Tuesday, September 7, 2010

10 miles

As I was showing Joel where to park to meet me at the finish line, he asked, "Where are you running, anyway?" And I zoomed out so he could see the route. I paused as I looked at the glaring red route line that weaved through Denver and saw that, even zoomed out, the line looked long. "Oh," I breathed, suddenly flooded with doubt, "That looks far." "That's because it IS far," Joel replied, patting my shoulder but not boosting my confidence.

Maybe it's not long for some people. But I had never run more than eight miles, and wasn't sure how I'd fare. But I kept repeating to myself: The goal is to finish. And I WILL!

Around the outside of that thought also hovered the goal to do it in under 100 minutes. But right next to that outside goal was the goal to not die. They balance each other out.

I have to say here and now, that I could not have done this without the lovely Sylvia. She, who greets me most mornings with a smile and the drive to push through the next hour or so of sweating, is the reason I crossed that finish line. She has the utmost confidence in us and is game for just about anything (see: Warrior Dash). So when, a couple weeks ago, I tentatively suggested we do the Park-to-Park 10-miler she just nodded and said, "Ok, so we should run 7 today."

As we talked a lot about nothing Sunday night in an effort to dispel some of the anxiety, I was overwhelmingly grateful to have such a teammate. She has done a couple half marathons in the past, but also knew full well that I had not. And there she was, bright and early at 5:30 am Monday, walking out to my waiting car with power gels and bananas.

We got to the starting area and had fun watching the elite runners warm-up, including the coolest thing I've ever seen while running: a blind runner. He had a leash of sorts tied to a woman before him and there they ran, up and down the street. At first I wasn't sure what was going on (is that a help? is she going to PULL him? where do I get one of those?) but as he passed, I saw the back of his shirt said, "Blind Runner." I wanted to salute him or something but, you know...

Before they shouted "Go!" (yes, no gun, no flame-throwers, just GO!), I went to dispose of my powerbar wrapper and came back with a finger full of vaseline. For, well, places that might rub on other places. As I approached Sylvia with the glob on my finger, she clapped and squealed, "You are a TRUE FRIEND!" Somehow I suspect the starting line of a race is the only place you'll get that response to a finger stacked with petroleum jelly.

As we headed out and settled into our pace, I marveled at what we were doing. I don't mean to pat myself on my back, but that's totally what I'm going to do. Three years ago, if someone told me I was going to run a 10-mile race, I would have said they had me confused with someone else. But here I was, huffing along, seeing beautiful parks and homes and buildings, running past closed streets (thank you, Officer!) with a number slapped on my front.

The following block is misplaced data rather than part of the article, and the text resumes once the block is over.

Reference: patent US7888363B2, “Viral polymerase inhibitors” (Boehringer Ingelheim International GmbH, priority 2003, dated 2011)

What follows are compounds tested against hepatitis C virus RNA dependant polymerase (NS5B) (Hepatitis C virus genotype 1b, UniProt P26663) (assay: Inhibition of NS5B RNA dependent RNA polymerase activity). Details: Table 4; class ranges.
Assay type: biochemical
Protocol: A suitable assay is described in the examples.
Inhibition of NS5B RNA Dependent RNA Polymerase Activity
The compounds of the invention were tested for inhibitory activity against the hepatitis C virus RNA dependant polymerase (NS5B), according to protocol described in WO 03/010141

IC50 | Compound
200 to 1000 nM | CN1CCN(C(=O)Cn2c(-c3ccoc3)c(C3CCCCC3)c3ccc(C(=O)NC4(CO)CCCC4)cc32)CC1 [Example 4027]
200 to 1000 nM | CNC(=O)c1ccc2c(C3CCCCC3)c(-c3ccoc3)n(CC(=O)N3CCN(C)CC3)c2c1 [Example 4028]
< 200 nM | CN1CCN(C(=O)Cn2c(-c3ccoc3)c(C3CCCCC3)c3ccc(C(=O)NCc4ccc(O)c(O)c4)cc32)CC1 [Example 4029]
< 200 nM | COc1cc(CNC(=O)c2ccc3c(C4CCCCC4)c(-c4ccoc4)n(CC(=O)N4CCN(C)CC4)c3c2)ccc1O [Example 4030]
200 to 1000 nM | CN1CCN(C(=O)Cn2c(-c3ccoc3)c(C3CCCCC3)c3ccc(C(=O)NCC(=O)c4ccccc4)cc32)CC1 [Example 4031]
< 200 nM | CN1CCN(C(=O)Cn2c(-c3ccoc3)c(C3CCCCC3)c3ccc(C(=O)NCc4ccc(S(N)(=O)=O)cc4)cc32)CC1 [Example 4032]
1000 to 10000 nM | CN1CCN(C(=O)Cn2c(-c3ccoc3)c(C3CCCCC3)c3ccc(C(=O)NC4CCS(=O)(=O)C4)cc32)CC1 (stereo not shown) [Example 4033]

When we hit mile six, a guy next to us muttered, "Only four to go," and I thought, "UGH!" But between miles 3-5 it had been a steady uphill, and I was still recovering. As we passed mile marker eight, Sylvia happily crowed, "Every foot forward is a step farther than before!" Because she knew I was setting a personal record that day. And because she is wise and wonderful.

As we entered Wash Park to cheers and calls of, "Welcome home, runners! Only 1.5 miles to go!" another guy next to us dropped the "F-bomb" and I have to say, my first thought was, "Yes. Yes, exactly." Mile 9 was the hardest, and every step forward was now accompanied by the thought, "What if I walked just a little bit? Could we walk? A little? PLEASE?!" but I kept my mouth shut. Partly because I was afraid that if I opened it, I would puke. Then I heard Sylvia exasperatedly ask, "Where is that finish line?!"

And then, there it was. And as we hit the final 50 yards, there at the side where our wonderful husbands and screaming kids, cheering us home and I thought, "Holy crap, we did it!"

And we did. I didn't die, and we crossed the finish line in 99 minutes. The emotion and fatigue of it all welled up and I would have cried for joy, if I had any liquid left in my body. Instead, I settled for drinking some water, hugging Sylvia, and greeting my family. Then loading up on tons of free food and drinks. Then finding and playing with a praying mantis. Then playing at the playground.

It was a good day.


laura said...

YAAAAAAAAAAAYYYYYYYYYY! Great job on finishing AND beating your goal time. I remember pulling away from the last water station during the half marathon (a mile before the end) and my legs just saying, "Noooooooo!" And yay for Sylvia--I wish I could run with her every day!

Becca said...

I wish I could run with any of you people!! Yay for running weekend! Isn't it awesome what your body can do?!

Lisa said...

I am seriously impressed right now. Wow.

wanda said...

Holy crap, I didn't realize when I talked to you this morning the significance of your comment that your legs were tired! I thought you had just been doing your regular run. Congratulations!

loewymartin said...

Your never cease to amaze me. First the Warrior Dash (I don't even need to say anything other than - awesome) and now a 10 miler?! You rock.

GWACK said...

Yeah for you! I actually ran a little on Friday and it was fun. Kind of. Next thing you know you'll be doing a marathon!

I finally sent Flat Ainsleigh back yesterday. We enjoyed having her. :)

Allison said...

I couldn't tell if it was your kids or Sylvia's who I could hear yelling "That's my mommy!" in the video. And I kind of teared up a bit. Awesome, and congratulations!